you, beginning early in the morning and going into the evening as necessary, to discuss the second draft
of your controversy feature story and prepare you for completing the third and final draft. Details of how
to sign up for specific time slots will be announced closer to the time.

Assignment due Nov. 18 at 10 pm: Third and final draft of your controversy feature.

Assignment due Nov 21 at 7 pm: This will be the final deadline for submitting a one or two paragraph
proposal to instructor for your profile subject. We will have regular discussions and reminders about this
assignment during the semester to be sure you are ready, and you are encouraged to pick your profile
subject by the middle of the semester (and to prepare you proposal) to be sure that he or she will be
willing and available.

NOVEMBER 21: Video workshop with Emily Hager (if needed.) 9 – 11:30 am Room 655. Please
reserve this time for a possible supplemental workshop.

NOVEMBER 22: Writing the profile.

Profiling a scientist or policy person involved in science, health, the environment, or related areas is an
opportunity to bring together all the skills you have developed so far—writing, reporting, interviewing,
etc.—to bring such an individual to life for your readers. Using profile examples that I will assign ahead
of time, we will discuss in detail how to do this.

Profiles on parade. You will present your profile candidates to the class and argue why they make good
subjects, even though I will have approved your subject ahead of time. We will discuss the specific
challenges and opportunities of each idea and give each other advice about how to report and write these

Assignment due Dec 2 10 pm: First draft of your profile. Please submit your draft to instructor and to the
designated members of your editing group.

Assignment due Nov 29 at 6 pm: Final videos due.
NOVEMBER 29: Writing online II

Morning: We will have a progress report on your profiles, discuss any problems or questions, and try to
get you ready to file the first draft due on Friday Dec 2.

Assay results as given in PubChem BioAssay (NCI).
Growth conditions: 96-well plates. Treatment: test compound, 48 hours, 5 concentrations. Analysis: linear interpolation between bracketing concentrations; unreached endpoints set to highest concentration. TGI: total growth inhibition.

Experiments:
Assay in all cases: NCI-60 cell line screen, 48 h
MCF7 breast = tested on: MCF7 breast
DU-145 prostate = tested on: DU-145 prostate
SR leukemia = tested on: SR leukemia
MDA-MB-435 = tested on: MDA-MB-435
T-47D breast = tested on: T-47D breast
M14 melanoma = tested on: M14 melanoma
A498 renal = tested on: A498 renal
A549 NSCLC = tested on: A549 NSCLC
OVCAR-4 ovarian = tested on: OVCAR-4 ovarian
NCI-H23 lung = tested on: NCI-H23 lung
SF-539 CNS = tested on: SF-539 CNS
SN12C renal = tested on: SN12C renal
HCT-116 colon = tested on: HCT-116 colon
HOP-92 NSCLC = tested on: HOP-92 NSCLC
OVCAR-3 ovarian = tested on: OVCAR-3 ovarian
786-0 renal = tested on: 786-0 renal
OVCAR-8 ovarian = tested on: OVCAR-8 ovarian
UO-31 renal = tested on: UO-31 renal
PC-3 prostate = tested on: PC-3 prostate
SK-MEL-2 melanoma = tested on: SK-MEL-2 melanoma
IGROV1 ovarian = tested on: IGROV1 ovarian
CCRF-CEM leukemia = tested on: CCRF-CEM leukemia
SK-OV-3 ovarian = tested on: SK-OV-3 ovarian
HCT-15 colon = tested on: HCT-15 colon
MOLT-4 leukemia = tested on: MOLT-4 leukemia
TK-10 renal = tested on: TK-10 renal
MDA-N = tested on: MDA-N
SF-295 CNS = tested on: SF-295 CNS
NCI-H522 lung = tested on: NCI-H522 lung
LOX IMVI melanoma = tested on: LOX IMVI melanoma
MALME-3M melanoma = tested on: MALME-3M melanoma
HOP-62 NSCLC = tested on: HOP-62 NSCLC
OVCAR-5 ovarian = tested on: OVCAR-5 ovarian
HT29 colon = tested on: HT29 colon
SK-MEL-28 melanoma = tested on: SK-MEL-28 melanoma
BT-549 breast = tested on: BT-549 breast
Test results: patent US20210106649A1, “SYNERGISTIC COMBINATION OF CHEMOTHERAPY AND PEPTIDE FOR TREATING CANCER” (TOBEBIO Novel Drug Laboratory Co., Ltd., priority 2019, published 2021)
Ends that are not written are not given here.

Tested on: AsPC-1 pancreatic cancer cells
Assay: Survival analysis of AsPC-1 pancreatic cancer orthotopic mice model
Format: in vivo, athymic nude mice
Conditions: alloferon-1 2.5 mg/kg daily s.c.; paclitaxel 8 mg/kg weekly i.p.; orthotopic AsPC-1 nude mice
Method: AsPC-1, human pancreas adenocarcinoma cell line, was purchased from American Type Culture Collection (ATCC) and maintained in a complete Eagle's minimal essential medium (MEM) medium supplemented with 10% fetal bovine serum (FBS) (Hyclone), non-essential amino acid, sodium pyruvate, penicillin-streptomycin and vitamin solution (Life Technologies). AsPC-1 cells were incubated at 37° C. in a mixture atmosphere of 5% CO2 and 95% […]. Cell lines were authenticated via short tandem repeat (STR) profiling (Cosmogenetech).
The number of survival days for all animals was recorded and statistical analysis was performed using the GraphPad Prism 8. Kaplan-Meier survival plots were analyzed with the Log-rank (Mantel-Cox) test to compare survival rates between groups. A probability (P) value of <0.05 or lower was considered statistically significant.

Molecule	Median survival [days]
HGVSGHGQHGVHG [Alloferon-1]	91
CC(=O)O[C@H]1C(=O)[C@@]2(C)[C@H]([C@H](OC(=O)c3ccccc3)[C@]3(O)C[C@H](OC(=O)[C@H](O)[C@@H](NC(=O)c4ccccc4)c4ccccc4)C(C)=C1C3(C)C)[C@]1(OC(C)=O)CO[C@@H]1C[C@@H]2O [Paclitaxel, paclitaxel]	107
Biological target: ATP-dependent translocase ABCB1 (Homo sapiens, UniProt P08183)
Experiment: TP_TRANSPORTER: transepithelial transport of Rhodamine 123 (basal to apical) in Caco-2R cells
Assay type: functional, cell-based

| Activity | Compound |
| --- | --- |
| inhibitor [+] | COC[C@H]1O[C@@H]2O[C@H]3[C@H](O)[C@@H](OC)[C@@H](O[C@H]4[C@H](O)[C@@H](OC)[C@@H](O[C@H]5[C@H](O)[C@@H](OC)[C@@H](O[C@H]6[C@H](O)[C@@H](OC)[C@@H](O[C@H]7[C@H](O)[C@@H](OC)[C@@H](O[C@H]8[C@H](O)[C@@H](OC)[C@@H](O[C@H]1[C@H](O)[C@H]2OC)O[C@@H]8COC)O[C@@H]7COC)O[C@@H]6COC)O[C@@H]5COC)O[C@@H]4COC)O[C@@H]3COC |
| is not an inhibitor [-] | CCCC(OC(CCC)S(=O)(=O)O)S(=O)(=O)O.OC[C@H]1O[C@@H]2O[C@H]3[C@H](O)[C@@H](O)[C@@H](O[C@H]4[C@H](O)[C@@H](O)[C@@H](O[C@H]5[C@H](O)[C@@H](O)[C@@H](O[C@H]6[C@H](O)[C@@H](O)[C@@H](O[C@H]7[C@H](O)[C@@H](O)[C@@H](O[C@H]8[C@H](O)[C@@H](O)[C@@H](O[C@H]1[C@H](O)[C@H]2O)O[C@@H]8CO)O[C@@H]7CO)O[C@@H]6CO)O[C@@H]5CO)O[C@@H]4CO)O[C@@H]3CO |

Afternoon: Our guest will be David Grimm, Online Editor at Science. Dave oversees several online wells
at the journal, including the dailies ScienceNOW and ScienceInsider, which aim at diverse audiences and       Formatted: Font: Italic
use freelance writers. We will continue our earlier focus on online writing, how it differs from print, and   Formatted: Font: Italic
learn how Dave and his colleagues make judgements about what is news and what is not.

DECEMBER 6: Profile editing workshop. The morning after.

We will break into editing groups and critique your profiles, in the usual fashion.

The morning after, dealing with the fallout: How to handle criticisms of your stories once they appear,
from sources, readers, and others. Doing followup stories, staying on top of the story, staying in touch
with your sources. What to do when a story needs a correction and how to prevent it happening.
Promoting your published work on the Web via social media, links etc.

Assignment due Dec 12 at 10 pm: Final draft of your profile.

DECEMBER 13: Video follies with popcorn, and -30-.

Together with Emily Hager, we will view your videos for our edification and amusement, providing sharp
but constructive critiques. You will provide the videos, and I will provide the popcorn.

Please note that, exceptionally, this class will be held from 9 am to 2 pm.

After a short lunch, we will review our progress over the semester and try to tie up some loose ends. We
will talk about the future of journalism and your own futures: Do you still want to be
science/health/environmental journalists? Of course you do.

Shared By: